The figures were released today from a survey of 1,525 respondents conducted by AM sister magazine Max Power. The report suggests that key safety messages are not being received by young drivers whose perception of their driving ability contrasts the actual facts.
Road Casualties Great Britain 2002 (Transport Department statistics) show that the Max Power survey age group (17 – 24) suffered the highest number of road deaths and serious injuries (3,144) of any age group of drivers, or other road users and was more than double the 25 – 29 driver age group (1437).
Closer inspection of the survey results reveals the reason for the discrepancy between perception and reality.
Asked to describe their driving, 86% rated themselves as ‘good’ or ‘very good’ drivers; 73% considered their driving to be ‘controlled’; 64% felt they were ‘confident’; 54% felt they were ‘safe’; 28% felt they were ‘considerate’; 21% thought themselves ‘patient’.
But 62% described their driving as ‘fast’; 2% described their driving as ‘slow’; 38% described their driving as ‘risky’ or ‘exhilarating’; 11% conceded that their driving was ‘dangerous’ or ‘erratic’; 25% described their driving as ‘aggressive’. And while 80% had no points on their licence 20% had three or more points, 9% had nine points and 6% had been disqualified.
Asked what might make them a better driver, only 14% suggested reading the Highway Code. On a much more positive note however, there was widespread recognition of the potential benefits of further driver training with 75% believing that they would be safer drivers, 74% believing that their car insurance would be cheaper, 73% believing that they would be more confident and 44% believing that they would be less likely to have an accident.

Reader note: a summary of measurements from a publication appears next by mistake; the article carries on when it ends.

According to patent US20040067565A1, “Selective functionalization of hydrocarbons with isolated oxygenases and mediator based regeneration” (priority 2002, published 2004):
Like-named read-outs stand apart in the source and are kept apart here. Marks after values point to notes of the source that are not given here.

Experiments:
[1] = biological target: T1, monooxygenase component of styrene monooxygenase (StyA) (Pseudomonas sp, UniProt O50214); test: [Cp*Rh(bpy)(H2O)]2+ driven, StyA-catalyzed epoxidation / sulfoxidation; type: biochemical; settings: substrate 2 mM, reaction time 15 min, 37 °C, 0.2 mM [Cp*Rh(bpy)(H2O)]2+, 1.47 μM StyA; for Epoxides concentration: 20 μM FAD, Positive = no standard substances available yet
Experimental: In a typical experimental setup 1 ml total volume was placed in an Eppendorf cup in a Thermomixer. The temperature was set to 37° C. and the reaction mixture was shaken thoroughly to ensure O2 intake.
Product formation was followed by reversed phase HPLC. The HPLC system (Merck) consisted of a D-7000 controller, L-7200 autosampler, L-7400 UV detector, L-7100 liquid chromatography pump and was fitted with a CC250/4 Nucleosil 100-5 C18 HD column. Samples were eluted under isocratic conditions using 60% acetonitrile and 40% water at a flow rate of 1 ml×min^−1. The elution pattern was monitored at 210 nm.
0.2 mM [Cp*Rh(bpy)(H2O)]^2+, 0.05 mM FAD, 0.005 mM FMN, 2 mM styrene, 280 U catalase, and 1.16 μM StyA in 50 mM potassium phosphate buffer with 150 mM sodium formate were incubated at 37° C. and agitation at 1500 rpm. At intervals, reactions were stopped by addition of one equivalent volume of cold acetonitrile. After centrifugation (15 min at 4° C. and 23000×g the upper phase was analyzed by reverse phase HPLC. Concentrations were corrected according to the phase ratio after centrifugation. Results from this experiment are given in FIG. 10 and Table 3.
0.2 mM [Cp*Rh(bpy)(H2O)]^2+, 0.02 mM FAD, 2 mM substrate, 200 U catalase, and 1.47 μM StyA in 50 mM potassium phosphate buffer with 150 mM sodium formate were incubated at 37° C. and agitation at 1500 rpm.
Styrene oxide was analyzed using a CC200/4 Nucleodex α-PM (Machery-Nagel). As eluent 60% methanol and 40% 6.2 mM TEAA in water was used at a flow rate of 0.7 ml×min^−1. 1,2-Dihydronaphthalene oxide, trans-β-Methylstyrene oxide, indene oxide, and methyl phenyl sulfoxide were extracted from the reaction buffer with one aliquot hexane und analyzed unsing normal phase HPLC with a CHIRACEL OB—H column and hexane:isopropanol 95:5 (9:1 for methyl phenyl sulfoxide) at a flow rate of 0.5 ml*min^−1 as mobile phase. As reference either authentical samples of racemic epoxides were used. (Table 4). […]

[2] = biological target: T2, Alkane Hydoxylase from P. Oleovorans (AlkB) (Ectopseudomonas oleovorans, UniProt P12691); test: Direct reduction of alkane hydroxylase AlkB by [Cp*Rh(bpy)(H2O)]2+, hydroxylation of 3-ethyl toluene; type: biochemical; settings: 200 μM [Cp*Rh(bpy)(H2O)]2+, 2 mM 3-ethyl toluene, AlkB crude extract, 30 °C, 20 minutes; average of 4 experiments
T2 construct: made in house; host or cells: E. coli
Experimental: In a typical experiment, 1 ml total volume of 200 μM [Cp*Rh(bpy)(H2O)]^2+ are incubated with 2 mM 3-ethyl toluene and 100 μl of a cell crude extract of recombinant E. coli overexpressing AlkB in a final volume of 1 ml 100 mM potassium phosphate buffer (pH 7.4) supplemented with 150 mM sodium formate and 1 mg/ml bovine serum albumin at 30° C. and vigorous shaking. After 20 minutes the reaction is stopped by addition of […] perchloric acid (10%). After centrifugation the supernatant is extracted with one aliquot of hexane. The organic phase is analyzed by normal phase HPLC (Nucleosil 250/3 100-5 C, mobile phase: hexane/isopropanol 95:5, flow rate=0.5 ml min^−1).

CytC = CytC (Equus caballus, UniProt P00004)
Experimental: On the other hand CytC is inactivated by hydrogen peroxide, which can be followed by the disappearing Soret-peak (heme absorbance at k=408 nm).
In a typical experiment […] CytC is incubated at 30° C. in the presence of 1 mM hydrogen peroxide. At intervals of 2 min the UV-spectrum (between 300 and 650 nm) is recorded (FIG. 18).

Kevin Delaney, RAC Foundation for motoring head of traffic and road safety says: "The Max Power survey is very worrying. Not only does it show that many young motorists seriously underestimate the risk to themselves and their passengers, it suggests that they are not influenced by campaigns to reduce their speed. The good news is that young drivers are keen to improve their driving and recognise the importance of more training.
John Sootheran, editor-in-chief of Max Power, says: "These crash statistics are shocking, but it is encouraging that many young drivers seem keen to improve their skills. With this in mind, Max Power has got together with the Institute of Advanced Motorists to create Max Driver, an exciting new advanced-driving scheme especially for young drivers.”